With 91 new cases of COVID-19 as of 11:25 pm 22nd April, Nigeria’s case count hit 873 confirmed cases. A break down of the new cases were as follows: 74 in Lagos, 5 in Katsina, 4 in Ogun. Two each in Delta and Edo states and one each in Kwara, Oyo, FCT and Adamawa. discharged persons were 197 with deaths at 28.

Governors have settled on a ban on inter-state movement for a period of two weeks as part of efforts to control the spread of COVID-19. They arrived at the decision after a virtual meeting of their umbrella body, the Nigeria Governors’ Forum (NGF) which held on Wednesday.

Ekiti Syaye governor and NGF Chairman, Kayode Fayemi, said the action had been necessitated by the increasing evidence of community transmission of the virus.

April 22: El-Rufai tests negative, crisis as Kano testing halted
Kaduna State governor Nasir el Rufai was declared free from COVID-19 after two consecutive negative tests. “I am delighted to report today, that after nearly four weeks of observing a strict medical regime, I have now received the all-clear after two consecutive negative test results,” the Kaduna governor Twitter handle disclosed.

Affairs of the state government had been in the hands of his deputy over the period he was undergoing treatment. He appeared for a video meeting recently after rumours started spreading that he had been transferred to Lagos due to complications.

In neighboring Kano State which has in five days become the third most impacted state by way of infection, a report that the testing center had been closed due to lack of testing materials raised eyebrows in the country along with a series of mysterious deaths the government is probing.

April 22: Cases near 800, Buhari wants prisons decongested
117 new cases of COVID-19 have been reported by close of day April 21 according to NCDC tallies. Of the figure, 59 in Lagos, 29 in FCT and 14 in Kano.

6 in Borno, 4 in Katsina, 3 in Ogun and one each in Rivers and Bauchi States. “As at 11:25 pm 21st April there are 782 confirmed cases of #COVID19 reported in Nigeria,” NCDC said in a tweet. Discharged tally stood at 197 with 25 deaths.

President Buhari has meanwhile written to the chief justice asking that certain categories of cases be expedited to allow for decongestion of prisons in the light of the danger congestion presents amid the COVID-19 pandemic.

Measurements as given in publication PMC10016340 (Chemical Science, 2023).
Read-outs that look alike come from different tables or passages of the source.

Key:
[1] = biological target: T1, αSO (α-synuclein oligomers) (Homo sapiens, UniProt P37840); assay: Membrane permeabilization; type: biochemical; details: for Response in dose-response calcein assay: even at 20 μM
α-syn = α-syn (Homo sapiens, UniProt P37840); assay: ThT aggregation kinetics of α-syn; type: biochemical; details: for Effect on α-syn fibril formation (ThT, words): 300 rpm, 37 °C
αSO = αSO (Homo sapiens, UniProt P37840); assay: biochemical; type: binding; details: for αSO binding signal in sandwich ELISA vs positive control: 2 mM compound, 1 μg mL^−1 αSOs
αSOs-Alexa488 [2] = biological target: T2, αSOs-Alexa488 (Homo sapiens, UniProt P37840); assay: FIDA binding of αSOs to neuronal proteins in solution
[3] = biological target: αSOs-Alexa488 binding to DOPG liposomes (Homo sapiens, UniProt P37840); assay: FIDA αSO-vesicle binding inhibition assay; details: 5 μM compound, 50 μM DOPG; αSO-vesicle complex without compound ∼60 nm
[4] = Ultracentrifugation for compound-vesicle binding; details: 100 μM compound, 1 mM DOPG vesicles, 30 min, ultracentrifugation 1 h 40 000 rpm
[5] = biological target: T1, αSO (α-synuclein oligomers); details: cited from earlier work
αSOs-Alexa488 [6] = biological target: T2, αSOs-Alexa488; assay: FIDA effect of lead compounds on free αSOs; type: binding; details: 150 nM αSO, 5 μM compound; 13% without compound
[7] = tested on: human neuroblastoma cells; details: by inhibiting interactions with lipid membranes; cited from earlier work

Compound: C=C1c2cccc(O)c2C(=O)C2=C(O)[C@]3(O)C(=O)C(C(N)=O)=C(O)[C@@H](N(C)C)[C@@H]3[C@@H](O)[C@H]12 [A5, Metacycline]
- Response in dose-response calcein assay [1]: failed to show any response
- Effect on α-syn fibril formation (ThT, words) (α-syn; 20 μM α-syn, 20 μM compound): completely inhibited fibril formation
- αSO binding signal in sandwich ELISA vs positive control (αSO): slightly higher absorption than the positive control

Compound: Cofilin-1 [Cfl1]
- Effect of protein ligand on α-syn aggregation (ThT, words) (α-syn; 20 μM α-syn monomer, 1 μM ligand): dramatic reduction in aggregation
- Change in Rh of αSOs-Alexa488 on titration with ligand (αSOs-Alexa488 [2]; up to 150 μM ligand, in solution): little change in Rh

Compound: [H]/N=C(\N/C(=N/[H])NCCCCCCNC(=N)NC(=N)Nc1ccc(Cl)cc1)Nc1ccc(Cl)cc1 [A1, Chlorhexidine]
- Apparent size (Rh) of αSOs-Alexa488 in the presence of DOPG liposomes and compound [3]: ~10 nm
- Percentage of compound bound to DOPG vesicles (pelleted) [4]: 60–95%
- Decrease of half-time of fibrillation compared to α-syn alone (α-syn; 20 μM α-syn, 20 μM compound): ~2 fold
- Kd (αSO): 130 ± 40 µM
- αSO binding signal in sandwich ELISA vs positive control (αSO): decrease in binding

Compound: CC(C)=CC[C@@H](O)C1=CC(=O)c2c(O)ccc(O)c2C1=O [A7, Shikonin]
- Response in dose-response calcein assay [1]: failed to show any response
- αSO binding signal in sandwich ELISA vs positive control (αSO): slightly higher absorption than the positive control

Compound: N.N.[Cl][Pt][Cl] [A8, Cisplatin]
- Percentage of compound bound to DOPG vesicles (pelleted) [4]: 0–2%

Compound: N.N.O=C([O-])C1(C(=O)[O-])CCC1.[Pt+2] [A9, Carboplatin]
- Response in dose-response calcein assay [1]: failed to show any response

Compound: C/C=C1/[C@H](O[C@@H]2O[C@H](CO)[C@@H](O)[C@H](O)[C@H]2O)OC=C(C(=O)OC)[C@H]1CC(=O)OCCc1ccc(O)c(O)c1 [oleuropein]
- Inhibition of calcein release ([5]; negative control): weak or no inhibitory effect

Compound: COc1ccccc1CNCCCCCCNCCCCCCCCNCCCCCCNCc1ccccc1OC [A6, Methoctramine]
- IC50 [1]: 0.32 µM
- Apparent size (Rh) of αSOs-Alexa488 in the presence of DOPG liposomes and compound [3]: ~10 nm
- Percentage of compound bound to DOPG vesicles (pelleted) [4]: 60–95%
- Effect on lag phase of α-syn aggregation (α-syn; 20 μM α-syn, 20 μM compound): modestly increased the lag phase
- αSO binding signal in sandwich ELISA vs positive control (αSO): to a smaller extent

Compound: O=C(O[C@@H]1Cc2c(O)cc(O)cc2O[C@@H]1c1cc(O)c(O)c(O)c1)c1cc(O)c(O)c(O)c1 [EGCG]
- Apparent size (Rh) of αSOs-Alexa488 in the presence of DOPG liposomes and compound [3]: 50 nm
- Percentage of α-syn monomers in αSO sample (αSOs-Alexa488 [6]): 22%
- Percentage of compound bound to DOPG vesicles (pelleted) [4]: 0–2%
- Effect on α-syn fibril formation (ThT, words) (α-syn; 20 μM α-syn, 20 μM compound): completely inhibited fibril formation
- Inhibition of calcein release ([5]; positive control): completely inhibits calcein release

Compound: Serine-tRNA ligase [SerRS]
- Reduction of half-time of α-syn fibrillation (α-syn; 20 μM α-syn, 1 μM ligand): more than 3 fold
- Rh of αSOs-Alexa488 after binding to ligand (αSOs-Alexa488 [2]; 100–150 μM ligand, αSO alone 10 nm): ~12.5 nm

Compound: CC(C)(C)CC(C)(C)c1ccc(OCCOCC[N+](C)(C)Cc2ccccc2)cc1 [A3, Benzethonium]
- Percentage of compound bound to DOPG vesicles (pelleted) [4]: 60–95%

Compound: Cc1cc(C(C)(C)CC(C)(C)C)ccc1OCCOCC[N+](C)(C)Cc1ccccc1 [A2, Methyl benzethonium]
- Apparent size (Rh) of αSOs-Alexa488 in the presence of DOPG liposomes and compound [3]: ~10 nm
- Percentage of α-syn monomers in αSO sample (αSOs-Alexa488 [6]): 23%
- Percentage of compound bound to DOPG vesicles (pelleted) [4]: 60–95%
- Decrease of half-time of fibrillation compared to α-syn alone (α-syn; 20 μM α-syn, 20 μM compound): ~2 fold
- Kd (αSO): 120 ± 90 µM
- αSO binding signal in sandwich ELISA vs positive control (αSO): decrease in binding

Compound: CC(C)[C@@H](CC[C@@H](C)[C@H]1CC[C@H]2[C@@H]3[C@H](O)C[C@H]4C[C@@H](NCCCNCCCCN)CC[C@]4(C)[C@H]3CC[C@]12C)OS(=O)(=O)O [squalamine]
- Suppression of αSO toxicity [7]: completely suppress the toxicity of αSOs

April 21: Cases at 665, Kano climbing, Abba Kyari funeral gaffe apology
As at 11:10 pm 20th April there are 665 confirmed cases were reported with a total of thirty-eight new cases. The tally of which were as follows: 23 in Kano, 5 in Gombe, 3 in Kaduna, 2 each in Borno
and Abia and a case each in FCT, Sokoto and Ekiti. Discharged: 188, Deaths: 22.

Kano state thus becomes the new “poster boy” of the virus with a tally that stands at 59 behind FCT’s 89 and Lagos’ 376. The state is currently under lockdown as a measure to curtail spread of the virus, one death has so far been registered.

A media aide to the state governor bemoaned on Twitter how a section of the population continued to flout stay at home regulations. His post in Hausa indicated that the violators included the rich and poor alike.

April 20: Cases at 627, Borno records case, Adeboye’s prophecy
As at 11:50 pm 19th April there are 627 confirmed cases of COVID-19 reported in Nigeria, the NCDC reported. The figure included eighty-six new cases from the previous figure of 541. The tally of discharged people stood at 170 with deaths at 21.

The new cases included 70 in Lagos, 7 in FCT, 3 in Katsina, 3 in Akwa Ibom, 1 in Jigawa, 1 in Bauchi and 1 in Borno. Jigawa and Borno becoming the latest states to record cases.